Basically the complete kernel source has to be audited lock by lock. Would have been so many times nicer if someone had of writing good tutorial in how to use locks correctly. O wait they did and no one read it instead they read how to write drivers that was wrong.

Yes some cases Documentation is more of a curse than a help. This is one of those times. Its the other major problem with programmers they have the bad habit of not reading it. Turns out that is why MS had so much trouble with the EU they had documentation for there protocols there developers had not used them in years. Documentation ending up worthless is nothing unique in the software world. Past particular points you just accept them as dead and move on.

DRI2 redesign alters how everything works. Massively alters. I will explain how it kinda kicks the stuffings out of Nvidia.

Nvidia you have to replace the driver to use a new version of its opengl libs or it fails. DRI2 was designed completely to avoid this issue. Since the basic driver in kernel space really knows nothing other than how to manage the gpu access, gpu memory and enough 2d to startup the system. The userspace opengl can send raw GPU commands threw to the video card. Even better directly to kernel then direct to GPU avoiding X11 DirectFB or any other windows management system you are using. So no more speed bottle necks of having to get answers from X11.

So yes DRI2 allows updating you opengl independent of your drivers. Allows features like video acceleration to be done without any extra kernel support. Or any other creative or future use of GPU.

So yes DRI2 opens up the option of someone wants to code it a native Direct X on Linux.

Now this cures your common complaints. Of we don't want to have to restart X11 or touch command line to deal with video drivers.

Even better you update opengl and the next program that you run gets the new version. No more restarts. It truly just works. Even more fun the memory control allows running 2 different versions of the opengl's side by side without them conflicting with each other. Totally not possible with Nvidia ever notices how it hunts down any other opengls on the system and replaces them. Because if it don't things can go badly wrong.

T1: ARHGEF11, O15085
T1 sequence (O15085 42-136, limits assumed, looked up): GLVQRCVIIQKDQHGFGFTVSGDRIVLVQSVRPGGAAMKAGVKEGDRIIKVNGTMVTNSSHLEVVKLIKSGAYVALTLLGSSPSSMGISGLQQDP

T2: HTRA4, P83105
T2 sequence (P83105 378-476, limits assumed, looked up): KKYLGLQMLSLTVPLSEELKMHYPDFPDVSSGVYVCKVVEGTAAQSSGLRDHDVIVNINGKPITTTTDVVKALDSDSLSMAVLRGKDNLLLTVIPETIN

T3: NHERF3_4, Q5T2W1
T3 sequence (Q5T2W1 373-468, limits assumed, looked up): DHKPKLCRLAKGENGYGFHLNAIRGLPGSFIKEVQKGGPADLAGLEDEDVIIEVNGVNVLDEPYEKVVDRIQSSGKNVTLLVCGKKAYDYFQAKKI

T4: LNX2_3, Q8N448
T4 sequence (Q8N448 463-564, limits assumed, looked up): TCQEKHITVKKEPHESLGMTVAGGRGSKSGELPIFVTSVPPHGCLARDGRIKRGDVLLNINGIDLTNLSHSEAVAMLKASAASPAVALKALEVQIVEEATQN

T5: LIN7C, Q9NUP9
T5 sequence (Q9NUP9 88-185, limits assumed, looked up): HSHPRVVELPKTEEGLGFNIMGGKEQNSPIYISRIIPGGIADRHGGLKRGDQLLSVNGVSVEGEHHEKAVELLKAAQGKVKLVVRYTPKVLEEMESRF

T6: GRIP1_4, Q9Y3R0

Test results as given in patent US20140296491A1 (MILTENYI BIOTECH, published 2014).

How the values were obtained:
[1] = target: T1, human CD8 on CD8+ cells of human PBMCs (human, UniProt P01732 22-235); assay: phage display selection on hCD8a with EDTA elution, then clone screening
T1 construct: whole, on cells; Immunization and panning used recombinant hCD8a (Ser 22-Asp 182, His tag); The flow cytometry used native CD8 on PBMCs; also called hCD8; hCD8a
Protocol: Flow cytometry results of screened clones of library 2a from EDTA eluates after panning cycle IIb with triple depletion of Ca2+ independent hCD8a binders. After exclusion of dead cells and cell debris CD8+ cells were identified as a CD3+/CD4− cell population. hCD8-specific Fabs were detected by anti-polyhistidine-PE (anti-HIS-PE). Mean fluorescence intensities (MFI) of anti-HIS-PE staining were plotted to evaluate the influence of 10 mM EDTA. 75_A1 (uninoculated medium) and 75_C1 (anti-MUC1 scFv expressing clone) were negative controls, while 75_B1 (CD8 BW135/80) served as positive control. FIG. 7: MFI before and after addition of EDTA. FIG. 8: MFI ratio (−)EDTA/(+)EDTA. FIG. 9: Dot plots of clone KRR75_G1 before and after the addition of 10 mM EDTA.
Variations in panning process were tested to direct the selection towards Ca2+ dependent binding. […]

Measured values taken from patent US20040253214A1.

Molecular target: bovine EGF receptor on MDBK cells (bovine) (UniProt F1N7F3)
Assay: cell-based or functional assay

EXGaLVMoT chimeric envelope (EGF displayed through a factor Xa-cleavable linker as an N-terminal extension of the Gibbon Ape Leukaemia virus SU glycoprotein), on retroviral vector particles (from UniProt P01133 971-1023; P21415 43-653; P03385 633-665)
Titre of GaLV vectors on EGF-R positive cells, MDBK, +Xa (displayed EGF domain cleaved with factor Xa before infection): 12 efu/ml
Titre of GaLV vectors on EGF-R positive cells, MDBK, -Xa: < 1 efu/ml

DRI2 has included DRI1 emulation that still needs speed improvements because its currently slower than DRI1 it emultates. So yes you can still use old out of date X11 until you update on a DRI2 system.

Next hibernation. Nvidia still does not support that. So yes it really suxs at the moment you either have to have ati or intel so you can hibernate your laptop and put up with the performance problems of DRI1. So more than looking forward to DRI2.

Nvidia did the right thing at first of bipassing X11 but sitting on there ass for the last so many years and not redesigning there driver to be more user friendly cannot be overlooked.

Now Nvidia releases something flashy GPU video decoding sorry that is not even new. Some projects have not waited around instead do it threw CUDA.

Major one Nvidia runs lot of code in kernel space. Intel developer found out why when reworking DRI. Coping from user space to kernel space was massively slow on 32 bit machines. Yet on 64 bit machines it was quite fast.

Say hello bug everywhere. Windows Mac Linux all used it for 32 bit. Next Linux kernel will not. A zone of memory allocated for userspace and kernel space. Like Mac do a 2g/2g split so 2g goes to users space 2g goes to kernel. Windows also has a split like that. This is another case of people following the same document how to design a OS. Problem it was wrong.